Sister Cities of the World

Sister cities of Ashkelon

Ashkelon (also Ashqelon and Ascalon; Hebrew: אַשְׁקְלוֹן  (audio) ; Arabic: عسقلانʿAsqalān ; Latin: Ascalonia ; Akkadian: Isqalluna ; Ancient Greek: Ἀσκάλων, Askalon) is a coastal city in the South District of Israel on the Mediterranean coast, 50 kilometres (31 mi) south of Tel Aviv, and 13 kilometres (8.1 mi) north of the border with the Gaza Strip. The ancient seaport of Ashkelon dates back to the Neolithic Age. In the course of its history, it has been ruled by the Canaanites, the Philistines, the Egyptians, the Israelites, the Assyrians, the Babylonians, the Greeks, the Phoenicians, the Hasmoneans, the Romans, the Persians, the Arabs and the Crusaders, until it was destroyed by the Mamluks in 1270.

The Arab village of al-Majdal or al-Majdal Asqalan (Arabic: المجدل‎; Hebrew: אל-מג'דל, מגדל‎), was established nearby the ancient site in the 16th century, under Ottoman's rule. In 1918, the Arab village of al-Majdal (Ashkelon) became part of the British Occupied Enemy Territory Administration and in 1920 became part of the Mandatory Palestine. In the 1948 Arab–Israeli War, al-Majdal Ascalun was the forward position of the Egyptian Expeditionary Force based in Gaza.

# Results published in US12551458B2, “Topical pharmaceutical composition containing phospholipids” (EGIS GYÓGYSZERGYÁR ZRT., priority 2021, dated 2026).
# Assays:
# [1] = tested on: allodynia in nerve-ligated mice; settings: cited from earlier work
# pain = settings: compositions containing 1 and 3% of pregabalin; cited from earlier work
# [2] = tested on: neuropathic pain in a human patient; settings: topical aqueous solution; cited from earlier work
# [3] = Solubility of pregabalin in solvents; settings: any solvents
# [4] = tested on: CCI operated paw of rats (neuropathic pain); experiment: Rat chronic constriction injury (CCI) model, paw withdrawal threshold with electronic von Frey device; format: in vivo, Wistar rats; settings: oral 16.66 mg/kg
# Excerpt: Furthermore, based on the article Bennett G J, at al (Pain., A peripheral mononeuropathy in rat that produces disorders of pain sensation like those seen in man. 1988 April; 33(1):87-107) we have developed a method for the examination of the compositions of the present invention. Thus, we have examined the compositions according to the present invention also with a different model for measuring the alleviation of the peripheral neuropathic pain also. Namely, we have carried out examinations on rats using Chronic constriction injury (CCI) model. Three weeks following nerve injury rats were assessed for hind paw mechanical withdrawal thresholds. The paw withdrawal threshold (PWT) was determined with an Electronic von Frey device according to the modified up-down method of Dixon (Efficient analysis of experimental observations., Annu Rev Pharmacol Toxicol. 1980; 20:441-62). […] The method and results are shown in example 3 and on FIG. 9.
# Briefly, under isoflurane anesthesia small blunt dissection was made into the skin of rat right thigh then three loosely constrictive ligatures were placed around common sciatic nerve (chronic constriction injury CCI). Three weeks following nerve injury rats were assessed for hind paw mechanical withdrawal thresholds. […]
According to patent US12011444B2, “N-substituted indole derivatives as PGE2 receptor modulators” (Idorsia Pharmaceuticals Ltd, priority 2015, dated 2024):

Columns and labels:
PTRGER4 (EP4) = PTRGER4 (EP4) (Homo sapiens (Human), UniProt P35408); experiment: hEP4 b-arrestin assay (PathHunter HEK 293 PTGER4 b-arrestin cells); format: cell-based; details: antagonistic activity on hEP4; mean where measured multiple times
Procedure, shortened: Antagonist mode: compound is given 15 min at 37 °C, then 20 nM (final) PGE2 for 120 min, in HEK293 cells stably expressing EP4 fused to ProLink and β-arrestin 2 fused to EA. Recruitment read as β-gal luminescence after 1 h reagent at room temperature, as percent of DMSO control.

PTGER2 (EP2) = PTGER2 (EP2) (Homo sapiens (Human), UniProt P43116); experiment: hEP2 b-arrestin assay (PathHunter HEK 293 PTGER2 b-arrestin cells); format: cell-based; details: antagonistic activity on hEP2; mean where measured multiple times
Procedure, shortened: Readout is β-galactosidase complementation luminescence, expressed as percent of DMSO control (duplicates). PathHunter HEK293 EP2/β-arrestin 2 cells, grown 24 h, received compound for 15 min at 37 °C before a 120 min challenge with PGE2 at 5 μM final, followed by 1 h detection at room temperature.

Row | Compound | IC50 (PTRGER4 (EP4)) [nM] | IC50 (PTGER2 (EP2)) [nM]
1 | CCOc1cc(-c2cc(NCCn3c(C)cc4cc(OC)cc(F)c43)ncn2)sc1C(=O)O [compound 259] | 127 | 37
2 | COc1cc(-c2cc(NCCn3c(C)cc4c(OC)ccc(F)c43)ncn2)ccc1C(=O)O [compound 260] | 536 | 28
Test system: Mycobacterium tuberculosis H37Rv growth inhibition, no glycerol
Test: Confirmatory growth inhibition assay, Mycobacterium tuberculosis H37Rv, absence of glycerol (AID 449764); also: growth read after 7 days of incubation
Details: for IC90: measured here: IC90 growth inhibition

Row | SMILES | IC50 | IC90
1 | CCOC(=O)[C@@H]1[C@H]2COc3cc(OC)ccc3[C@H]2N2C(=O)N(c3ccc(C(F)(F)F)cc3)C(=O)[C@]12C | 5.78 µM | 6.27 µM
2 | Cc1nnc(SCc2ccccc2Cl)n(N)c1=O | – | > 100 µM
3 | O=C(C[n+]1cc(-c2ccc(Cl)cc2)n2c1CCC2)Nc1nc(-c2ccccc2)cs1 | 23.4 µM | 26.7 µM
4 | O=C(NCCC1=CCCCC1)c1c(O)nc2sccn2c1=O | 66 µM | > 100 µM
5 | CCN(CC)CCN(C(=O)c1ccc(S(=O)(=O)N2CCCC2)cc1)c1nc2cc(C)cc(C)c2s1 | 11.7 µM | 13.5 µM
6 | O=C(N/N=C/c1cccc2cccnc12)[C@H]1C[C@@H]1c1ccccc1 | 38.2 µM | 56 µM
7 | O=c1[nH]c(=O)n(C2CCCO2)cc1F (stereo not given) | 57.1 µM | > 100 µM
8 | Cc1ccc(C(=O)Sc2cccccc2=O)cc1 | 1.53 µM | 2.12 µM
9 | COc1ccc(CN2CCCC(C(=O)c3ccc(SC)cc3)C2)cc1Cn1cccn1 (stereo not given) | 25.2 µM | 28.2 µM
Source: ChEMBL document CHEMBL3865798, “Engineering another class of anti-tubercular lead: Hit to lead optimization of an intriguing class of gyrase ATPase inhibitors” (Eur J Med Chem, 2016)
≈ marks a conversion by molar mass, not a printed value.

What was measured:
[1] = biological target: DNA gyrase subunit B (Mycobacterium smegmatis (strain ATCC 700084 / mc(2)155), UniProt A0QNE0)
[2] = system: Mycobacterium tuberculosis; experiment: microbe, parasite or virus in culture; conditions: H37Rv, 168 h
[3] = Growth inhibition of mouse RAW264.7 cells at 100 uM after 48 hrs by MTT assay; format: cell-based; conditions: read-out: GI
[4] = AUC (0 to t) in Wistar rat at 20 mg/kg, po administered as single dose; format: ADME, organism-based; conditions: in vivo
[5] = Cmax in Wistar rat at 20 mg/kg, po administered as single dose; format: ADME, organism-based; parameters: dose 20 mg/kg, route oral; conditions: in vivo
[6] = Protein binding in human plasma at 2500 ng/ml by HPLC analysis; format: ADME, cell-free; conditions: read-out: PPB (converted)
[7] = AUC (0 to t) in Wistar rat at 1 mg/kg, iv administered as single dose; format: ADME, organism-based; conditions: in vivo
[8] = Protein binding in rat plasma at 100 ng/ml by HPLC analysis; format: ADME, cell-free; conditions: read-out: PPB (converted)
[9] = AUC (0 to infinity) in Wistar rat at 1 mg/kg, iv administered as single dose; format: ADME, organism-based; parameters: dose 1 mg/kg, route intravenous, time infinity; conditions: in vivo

The village was occupied by Israeli forces on 5 November 1948, by which time most of the Arab population of 11,000 were forced to leave. Jews moved into the area later that year. The Israeli town was initially called Migdal Gaza, Migdal Gad and Migdal Ashkelon. In 1953, the nearby neighborhood of Afridar was incorporated and the name "Ashkelon" was readopted to the town. By 1961, Ashkelon was ranked 18th among Israeli urban centers with a population of 24,000. In 2010, the population of Ashkelon was 112,900.

Content on this page is licensed under CC-BY-SA from the authors of the following Wikipedia pages: List of Israeli twin towns and sister cities, Ashkelon. Note that the data on Wikipedia is highly unreliable. In many cases, sister cities are missing or wrongly listed. Some cities also have different levels of partnership. If you find an error, please make a correction on the relevant Wikipedia pages and cite your sources.